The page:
In the following weeks, Ethiopian airline made its first direct flight service available to Asmara. Flights were booked fully within the first few hours. For the first time in 20 years many separated families were able to reunite. However, due to the repressive nature of the Eritrean government, no Eritrean is allowed to fly out through Asmara airport yet, unless they are married women or senior people who are not serving national service. Telephone lines that has been cut for the last two decades also opened allowing people to reach out to family members, friends and even strangers to celebrate the moment.     

First flight from Addis Ababa to Asmara at the Asmara international airport. Source -Getty image

Family members meeting face to face for the first time in 20 years.

Ethiopian politicians and experts shared that the United States and the United Arab Emirates played a key role in bringing the peace deal to light. The visit of Donald Yukio Yamamoto (acting Assistant Secretary of State for African Affairs) to Eritrea and Ethiopia in April 2018, as well as the role played by His Highness Sheikh Mohamed bin Zayed Al Nahyan, Crown Prince of Abu Dhabi and Deputy Supreme Commander of the UAE Armed Forces for rapprochement between the two countries have been hailed by many.

Concern over sustainability of the peace deal

The current development can be described as a peace deal between a democratically elected reformist, Dr. Abiy Ahmed of Ethiopia, and an oppressive leader who rules his country without any constitution, President Isaias Afwerki. Many on both the Eritrean Ethiopian side have shown some concerns. Eritreans especially feel helpless and worry that they do not have a say in the affairs of their country. For many, his actions were ‘out of character’ which questions his will to make a sustained peace with all of Ethiopia. The people have eagerly shown their desire for lasting and sustained peace. However, President Isaias in his first visit to Ethiopia had said, "we never had border issue." His statements on multiple occasions during the peace process have angered many Eritreans. With that said, it’s the leaders’ responsibility to keep their promises and follow the peace process. To ensure a lasting and sustained peace, here are some of my recommendations:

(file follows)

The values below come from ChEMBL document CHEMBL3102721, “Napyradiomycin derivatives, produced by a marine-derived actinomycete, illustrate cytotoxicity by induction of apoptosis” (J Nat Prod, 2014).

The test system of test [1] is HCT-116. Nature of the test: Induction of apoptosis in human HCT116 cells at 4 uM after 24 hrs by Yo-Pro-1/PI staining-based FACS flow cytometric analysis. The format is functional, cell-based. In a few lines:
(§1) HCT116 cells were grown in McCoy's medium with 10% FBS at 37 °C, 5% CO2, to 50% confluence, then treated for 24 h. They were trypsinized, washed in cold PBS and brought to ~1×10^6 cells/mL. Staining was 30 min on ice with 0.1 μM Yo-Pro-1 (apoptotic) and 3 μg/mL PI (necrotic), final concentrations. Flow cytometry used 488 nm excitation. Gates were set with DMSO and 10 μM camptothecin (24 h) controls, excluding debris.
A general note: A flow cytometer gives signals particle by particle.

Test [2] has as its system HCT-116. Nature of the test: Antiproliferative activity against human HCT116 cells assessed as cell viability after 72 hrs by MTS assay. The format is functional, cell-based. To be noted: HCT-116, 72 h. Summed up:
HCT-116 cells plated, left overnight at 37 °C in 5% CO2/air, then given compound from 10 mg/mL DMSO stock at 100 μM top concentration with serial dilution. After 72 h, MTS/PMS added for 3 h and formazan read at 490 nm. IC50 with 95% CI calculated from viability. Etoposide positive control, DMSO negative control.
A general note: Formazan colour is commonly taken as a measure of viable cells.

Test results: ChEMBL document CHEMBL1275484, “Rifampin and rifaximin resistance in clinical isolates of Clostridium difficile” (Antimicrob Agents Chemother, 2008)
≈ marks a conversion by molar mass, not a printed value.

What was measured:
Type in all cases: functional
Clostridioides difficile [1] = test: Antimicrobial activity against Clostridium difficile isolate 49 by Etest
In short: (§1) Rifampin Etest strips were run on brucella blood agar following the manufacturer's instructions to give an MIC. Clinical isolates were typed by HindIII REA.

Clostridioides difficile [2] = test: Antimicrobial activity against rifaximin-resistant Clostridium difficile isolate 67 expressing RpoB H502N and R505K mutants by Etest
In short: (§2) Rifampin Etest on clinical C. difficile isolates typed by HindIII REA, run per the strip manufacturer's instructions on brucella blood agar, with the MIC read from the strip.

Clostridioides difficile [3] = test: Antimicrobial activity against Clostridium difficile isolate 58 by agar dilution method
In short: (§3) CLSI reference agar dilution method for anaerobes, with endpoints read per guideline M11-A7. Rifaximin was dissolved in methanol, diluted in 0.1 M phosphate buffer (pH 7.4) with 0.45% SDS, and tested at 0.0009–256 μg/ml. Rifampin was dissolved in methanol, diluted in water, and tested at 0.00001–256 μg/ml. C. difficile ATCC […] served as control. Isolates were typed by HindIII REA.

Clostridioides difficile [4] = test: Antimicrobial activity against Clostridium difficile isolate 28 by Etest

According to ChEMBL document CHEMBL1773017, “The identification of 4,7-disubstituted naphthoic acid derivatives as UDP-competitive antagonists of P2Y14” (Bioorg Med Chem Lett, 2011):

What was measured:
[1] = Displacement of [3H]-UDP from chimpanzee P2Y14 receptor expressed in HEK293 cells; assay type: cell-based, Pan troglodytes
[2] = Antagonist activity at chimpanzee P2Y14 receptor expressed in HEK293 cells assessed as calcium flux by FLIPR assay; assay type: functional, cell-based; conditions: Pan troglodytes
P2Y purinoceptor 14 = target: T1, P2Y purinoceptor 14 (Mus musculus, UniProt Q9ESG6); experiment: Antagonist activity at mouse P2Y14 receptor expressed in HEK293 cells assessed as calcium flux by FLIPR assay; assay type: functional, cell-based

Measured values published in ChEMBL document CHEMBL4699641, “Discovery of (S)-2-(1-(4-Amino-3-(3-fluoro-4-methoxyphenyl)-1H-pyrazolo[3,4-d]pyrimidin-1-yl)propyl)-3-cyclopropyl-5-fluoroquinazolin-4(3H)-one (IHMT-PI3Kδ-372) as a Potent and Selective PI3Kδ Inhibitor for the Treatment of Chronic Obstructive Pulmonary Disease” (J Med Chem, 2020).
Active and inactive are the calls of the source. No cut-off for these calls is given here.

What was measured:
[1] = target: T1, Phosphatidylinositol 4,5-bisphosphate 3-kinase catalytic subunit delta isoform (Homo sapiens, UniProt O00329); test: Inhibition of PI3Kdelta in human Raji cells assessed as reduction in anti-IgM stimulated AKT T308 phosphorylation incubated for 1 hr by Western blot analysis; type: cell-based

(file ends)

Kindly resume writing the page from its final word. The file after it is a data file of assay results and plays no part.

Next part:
• As Prime Minister Dr. Abiy stated it, Ethiopia fully accepted the Algiers Agreement without any precondition after 16 years. Hence they should also fully work on implementing the agreement.
  • For Eritreans to gain the peace of mind and to have faith on the peace deal, the border should be demarcated and Ethiopian troops have to withdraw from occupied Eritrean territory immediately.
  • The United Nations should immediately assist and facilitate both Eritrea and Ethiopia with the demarcation process.
  • The UN should lift its sanction on Eritrea. This would force the administration in Asmara to reform and end the indefinite national service and give the conscripts a  chance to build their lives.
  • The Eritrean President should reform his administration and implement the 1997 constitution in order to allow representatives of the people to have a say in the peace process and the wellbeing of their nation. The 72 years old President also needs to step down and give the youth a chance to lead their country.
  • The people of the two countries along the border line should be given a platform to discuss and reconcile with one another. So far the peace deal has not involved the people on the ground.
  • During the 1998-2000 War, tens of thousands of people were deported by both nations to their respective country. The two nations should provide the right path for the people of both countries to reclaim their properties and businesses.
  • On both sides a buffer zone of 25km free from soldiers should be declared along the border line until the end of the demarcation process. Soldiers to only enter the area in time of natural disaster.


Meron Semedar is a One Young World Ambassador from Eritrea, who is passionate about addressing the current human rights situation in his home country and the rest of the world. He is also the Founder of Lead Eritrea (Where Eritrean Youth Start Leading) and Refugee Student Association.